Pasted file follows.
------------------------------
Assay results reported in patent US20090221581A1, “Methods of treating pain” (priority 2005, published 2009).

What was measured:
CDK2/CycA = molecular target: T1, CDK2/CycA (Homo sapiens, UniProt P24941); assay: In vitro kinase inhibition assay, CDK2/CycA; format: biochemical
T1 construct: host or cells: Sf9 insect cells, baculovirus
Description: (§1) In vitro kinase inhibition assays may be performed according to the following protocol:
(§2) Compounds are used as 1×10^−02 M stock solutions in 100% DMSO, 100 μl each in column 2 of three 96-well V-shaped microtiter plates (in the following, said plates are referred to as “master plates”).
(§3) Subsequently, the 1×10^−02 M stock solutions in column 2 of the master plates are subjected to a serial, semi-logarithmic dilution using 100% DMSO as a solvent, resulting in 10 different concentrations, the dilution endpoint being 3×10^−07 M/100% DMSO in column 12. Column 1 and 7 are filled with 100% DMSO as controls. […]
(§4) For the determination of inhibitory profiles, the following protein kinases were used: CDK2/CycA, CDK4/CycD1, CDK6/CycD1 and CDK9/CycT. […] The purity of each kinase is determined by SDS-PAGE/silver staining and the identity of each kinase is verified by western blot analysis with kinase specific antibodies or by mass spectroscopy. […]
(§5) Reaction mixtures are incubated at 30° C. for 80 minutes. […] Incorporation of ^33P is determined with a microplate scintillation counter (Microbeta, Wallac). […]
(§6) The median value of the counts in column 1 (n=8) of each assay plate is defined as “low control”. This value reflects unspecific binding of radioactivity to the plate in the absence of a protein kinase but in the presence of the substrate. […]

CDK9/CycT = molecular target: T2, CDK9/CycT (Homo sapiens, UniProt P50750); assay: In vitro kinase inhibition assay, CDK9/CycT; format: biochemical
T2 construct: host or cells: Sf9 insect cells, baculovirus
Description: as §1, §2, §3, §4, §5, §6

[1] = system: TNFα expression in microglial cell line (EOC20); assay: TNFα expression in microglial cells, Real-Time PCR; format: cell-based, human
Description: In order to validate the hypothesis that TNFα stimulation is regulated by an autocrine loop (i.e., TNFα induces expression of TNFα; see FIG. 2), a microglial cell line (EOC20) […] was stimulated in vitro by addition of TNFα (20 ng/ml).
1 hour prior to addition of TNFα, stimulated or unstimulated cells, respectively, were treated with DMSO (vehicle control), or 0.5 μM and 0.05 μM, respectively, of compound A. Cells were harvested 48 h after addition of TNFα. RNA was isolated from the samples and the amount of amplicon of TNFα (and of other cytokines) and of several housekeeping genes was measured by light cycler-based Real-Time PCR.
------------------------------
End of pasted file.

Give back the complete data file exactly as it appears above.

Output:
Assay results reported in patent US20090221581A1, “Methods of treating pain” (priority 2005, published 2009).

What was measured:
CDK2/CycA = molecular target: T1, CDK2/CycA (Homo sapiens, UniProt P24941); assay: In vitro kinase inhibition assay, CDK2/CycA; format: biochemical
T1 construct: host or cells: Sf9 insect cells, baculovirus
Description: (§1) In vitro kinase inhibition assays may be performed according to the following protocol:
(§2) Compounds are used as 1×10^−02 M stock solutions in 100% DMSO, 100 μl each in column 2 of three 96-well V-shaped microtiter plates (in the following, said plates are referred to as “master plates”).
(§3) Subsequently, the 1×10^−02 M stock solutions in column 2 of the master plates are subjected to a serial, semi-logarithmic dilution using 100% DMSO as a solvent, resulting in 10 different concentrations, the dilution endpoint being 3×10^−07 M/100% DMSO in column 12. Column 1 and 7 are filled with 100% DMSO as controls. […]
(§4) For the determination of inhibitory profiles, the following protein kinases were used: CDK2/CycA, CDK4/CycD1, CDK6/CycD1 and CDK9/CycT. […] The purity of each kinase is determined by SDS-PAGE/silver staining and the identity of each kinase is verified by western blot analysis with kinase specific antibodies or by mass spectroscopy. […]
(§5) Reaction mixtures are incubated at 30° C. for 80 minutes. […] Incorporation of ^33P is determined with a microplate scintillation counter (Microbeta, Wallac). […]
(§6) The median value of the counts in column 1 (n=8) of each assay plate is defined as “low control”. This value reflects unspecific binding of radioactivity to the plate in the absence of a protein kinase but in the presence of the substrate. […]

CDK9/CycT = molecular target: T2, CDK9/CycT (Homo sapiens, UniProt P50750); assay: In vitro kinase inhibition assay, CDK9/CycT; format: biochemical
T2 construct: host or cells: Sf9 insect cells, baculovirus
Description: as §1, §2, §3, §4, §5, §6

[1] = system: TNFα expression in microglial cell line (EOC20); assay: TNFα expression in microglial cells, Real-Time PCR; format: cell-based, human
Description: In order to validate the hypothesis that TNFα stimulation is regulated by an autocrine loop (i.e., TNFα induces expression of TNFα; see FIG. 2), a microglial cell line (EOC20) […] was stimulated in vitro by addition of TNFα (20 ng/ml).
1 hour prior to addition of TNFα, stimulated or unstimulated cells, respectively, were treated with DMSO (vehicle control), or 0.5 μM and 0.05 μM, respectively, of compound A. Cells were harvested 48 h after addition of TNFα. RNA was isolated from the samples and the amount of amplicon of TNFα (and of other cytokines) and of several housekeeping genes was measured by light cycler-based Real-Time PCR.